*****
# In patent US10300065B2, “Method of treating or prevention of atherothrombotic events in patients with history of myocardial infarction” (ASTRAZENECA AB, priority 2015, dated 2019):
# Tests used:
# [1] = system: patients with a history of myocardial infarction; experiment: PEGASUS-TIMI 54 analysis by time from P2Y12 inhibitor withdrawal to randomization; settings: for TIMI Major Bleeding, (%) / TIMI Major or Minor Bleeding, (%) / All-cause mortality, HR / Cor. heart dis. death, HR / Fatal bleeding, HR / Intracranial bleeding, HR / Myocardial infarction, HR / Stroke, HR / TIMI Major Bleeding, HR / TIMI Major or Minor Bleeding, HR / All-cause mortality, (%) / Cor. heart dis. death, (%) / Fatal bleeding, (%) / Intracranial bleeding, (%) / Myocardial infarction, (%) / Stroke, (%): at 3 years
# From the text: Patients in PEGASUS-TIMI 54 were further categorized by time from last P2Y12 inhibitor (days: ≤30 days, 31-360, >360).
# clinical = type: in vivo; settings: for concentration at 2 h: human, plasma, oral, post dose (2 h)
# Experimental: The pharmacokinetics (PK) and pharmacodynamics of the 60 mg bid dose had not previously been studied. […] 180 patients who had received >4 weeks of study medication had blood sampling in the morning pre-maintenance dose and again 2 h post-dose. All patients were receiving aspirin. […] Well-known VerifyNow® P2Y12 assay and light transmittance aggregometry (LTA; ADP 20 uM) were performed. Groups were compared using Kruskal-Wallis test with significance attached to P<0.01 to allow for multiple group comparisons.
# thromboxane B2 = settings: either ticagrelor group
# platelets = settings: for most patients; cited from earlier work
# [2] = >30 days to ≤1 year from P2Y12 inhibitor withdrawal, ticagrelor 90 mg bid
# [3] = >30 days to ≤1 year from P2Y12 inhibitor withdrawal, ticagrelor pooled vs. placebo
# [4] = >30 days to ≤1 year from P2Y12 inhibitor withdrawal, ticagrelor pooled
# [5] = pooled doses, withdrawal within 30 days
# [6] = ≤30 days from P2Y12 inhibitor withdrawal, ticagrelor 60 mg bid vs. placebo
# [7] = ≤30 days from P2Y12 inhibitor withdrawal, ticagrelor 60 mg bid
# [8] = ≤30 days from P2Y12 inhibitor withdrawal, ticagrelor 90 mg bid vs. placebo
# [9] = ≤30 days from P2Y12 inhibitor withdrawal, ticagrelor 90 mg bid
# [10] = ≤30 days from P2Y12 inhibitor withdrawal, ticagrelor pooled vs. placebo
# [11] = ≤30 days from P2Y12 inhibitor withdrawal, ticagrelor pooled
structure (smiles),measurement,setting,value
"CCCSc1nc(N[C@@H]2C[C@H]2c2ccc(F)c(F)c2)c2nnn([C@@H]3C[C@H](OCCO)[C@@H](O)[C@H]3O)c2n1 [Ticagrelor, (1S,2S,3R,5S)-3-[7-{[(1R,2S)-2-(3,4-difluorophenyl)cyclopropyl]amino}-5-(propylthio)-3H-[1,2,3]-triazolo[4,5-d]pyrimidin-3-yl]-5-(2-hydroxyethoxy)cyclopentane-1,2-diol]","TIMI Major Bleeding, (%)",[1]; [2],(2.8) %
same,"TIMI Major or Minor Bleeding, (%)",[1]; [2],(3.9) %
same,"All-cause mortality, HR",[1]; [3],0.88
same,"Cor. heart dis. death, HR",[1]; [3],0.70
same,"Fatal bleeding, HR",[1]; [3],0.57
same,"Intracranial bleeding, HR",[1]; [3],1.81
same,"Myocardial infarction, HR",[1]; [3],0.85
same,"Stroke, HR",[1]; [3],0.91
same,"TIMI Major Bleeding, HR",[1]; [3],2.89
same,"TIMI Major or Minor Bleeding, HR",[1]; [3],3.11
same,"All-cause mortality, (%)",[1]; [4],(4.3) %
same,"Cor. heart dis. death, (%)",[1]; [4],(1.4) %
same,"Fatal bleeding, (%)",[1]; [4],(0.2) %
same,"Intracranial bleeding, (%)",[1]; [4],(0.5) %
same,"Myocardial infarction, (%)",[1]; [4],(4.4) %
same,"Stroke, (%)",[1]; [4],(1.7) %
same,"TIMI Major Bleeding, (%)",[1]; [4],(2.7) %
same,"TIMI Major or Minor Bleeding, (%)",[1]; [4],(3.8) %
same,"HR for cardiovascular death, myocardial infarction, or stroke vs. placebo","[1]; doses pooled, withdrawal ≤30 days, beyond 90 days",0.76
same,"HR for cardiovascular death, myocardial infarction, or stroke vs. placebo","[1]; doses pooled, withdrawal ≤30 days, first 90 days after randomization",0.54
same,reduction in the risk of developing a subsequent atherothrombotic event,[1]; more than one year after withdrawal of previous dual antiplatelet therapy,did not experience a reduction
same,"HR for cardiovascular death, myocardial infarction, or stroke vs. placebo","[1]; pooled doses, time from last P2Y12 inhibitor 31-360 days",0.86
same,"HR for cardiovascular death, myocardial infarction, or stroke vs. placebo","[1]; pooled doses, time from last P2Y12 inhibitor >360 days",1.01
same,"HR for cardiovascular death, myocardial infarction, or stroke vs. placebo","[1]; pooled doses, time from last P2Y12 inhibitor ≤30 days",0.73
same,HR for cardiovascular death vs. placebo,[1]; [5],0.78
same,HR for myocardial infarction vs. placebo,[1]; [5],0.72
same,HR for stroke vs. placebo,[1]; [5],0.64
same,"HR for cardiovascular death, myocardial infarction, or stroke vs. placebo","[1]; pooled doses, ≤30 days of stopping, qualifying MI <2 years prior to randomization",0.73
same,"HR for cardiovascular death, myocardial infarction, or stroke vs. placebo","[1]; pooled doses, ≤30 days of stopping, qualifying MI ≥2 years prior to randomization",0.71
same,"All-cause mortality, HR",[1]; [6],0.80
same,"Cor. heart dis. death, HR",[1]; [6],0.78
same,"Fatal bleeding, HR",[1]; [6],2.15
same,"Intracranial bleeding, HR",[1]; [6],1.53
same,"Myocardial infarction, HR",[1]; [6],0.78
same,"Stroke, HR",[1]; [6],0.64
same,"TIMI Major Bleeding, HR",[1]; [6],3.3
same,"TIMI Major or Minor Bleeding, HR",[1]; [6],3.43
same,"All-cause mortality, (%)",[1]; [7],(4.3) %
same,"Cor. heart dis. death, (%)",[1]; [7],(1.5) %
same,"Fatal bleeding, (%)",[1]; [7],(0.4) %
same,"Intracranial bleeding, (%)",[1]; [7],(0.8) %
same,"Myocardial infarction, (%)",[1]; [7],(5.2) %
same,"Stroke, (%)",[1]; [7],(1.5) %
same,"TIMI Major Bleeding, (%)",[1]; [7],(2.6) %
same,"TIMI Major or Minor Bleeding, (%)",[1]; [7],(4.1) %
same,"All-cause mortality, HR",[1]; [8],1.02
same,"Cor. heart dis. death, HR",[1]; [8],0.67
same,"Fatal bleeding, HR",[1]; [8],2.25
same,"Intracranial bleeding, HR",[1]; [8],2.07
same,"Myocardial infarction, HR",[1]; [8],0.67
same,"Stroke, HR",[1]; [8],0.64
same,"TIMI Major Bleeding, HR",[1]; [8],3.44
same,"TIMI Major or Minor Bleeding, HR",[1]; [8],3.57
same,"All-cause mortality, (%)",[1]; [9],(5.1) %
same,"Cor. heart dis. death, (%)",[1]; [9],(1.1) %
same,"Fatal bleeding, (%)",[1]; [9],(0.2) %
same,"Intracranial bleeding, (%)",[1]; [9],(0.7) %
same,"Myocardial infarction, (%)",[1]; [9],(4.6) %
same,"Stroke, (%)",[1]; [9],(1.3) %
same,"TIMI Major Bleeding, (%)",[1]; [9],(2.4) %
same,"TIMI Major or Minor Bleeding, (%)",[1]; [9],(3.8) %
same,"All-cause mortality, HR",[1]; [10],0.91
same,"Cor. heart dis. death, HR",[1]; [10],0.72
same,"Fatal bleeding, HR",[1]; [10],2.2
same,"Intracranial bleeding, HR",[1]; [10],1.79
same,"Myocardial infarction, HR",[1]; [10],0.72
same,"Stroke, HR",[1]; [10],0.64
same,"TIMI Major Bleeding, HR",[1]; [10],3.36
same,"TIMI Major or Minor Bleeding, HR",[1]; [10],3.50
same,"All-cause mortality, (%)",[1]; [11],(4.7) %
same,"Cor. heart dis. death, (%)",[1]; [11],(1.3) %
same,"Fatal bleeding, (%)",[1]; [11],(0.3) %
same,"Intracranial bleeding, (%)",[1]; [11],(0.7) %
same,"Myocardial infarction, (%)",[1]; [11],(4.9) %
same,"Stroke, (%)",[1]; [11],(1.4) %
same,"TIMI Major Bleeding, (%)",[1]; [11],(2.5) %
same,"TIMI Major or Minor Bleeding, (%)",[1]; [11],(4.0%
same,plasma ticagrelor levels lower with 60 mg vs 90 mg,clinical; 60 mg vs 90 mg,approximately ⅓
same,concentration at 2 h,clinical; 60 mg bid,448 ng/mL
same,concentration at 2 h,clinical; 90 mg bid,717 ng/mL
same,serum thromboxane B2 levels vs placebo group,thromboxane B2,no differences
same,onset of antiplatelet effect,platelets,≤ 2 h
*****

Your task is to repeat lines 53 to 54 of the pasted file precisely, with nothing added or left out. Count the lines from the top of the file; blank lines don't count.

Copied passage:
same,"Myocardial infarction, HR",[1]; [6],0.78
same,"Stroke, HR",[1]; [6],0.64